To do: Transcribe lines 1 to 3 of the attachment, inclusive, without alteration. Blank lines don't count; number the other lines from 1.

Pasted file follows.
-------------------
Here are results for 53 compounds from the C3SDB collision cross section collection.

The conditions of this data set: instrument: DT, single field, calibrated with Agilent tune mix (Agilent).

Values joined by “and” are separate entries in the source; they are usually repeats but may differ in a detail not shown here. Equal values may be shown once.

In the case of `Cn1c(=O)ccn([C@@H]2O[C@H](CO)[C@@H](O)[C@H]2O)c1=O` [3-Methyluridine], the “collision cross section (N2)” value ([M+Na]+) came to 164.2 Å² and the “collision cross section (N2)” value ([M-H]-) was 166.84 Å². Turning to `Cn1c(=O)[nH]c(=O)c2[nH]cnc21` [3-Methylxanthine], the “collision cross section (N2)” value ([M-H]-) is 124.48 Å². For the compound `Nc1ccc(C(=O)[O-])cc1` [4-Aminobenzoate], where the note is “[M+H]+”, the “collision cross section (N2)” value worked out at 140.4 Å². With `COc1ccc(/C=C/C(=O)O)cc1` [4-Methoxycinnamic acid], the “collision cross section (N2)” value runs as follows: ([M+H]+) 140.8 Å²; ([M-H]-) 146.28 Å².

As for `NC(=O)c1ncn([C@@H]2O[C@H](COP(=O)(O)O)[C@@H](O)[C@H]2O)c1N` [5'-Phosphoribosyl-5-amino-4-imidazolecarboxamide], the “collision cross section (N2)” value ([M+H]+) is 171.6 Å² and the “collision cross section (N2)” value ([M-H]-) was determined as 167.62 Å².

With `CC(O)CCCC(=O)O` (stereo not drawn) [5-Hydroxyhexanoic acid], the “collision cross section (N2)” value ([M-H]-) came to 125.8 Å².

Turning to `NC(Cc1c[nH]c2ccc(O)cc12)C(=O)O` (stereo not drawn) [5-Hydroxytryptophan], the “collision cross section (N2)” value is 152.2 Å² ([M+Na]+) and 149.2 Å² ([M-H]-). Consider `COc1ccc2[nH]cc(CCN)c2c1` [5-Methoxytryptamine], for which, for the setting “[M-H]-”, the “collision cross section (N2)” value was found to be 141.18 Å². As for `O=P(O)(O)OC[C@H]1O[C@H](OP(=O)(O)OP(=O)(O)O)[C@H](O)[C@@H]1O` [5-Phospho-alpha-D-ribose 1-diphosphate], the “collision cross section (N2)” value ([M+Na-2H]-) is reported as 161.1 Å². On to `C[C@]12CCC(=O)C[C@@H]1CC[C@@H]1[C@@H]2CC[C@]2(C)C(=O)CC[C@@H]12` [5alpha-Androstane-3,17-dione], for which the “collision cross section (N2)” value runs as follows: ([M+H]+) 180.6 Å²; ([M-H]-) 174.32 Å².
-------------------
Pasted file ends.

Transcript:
Here are results for 53 compounds from the C3SDB collision cross section collection.

The conditions of this data set: instrument: DT, single field, calibrated with Agilent tune mix (Agilent).

Values joined by “and” are separate entries in the source; they are usually repeats but may differ in a detail not shown here. Equal values may be shown once.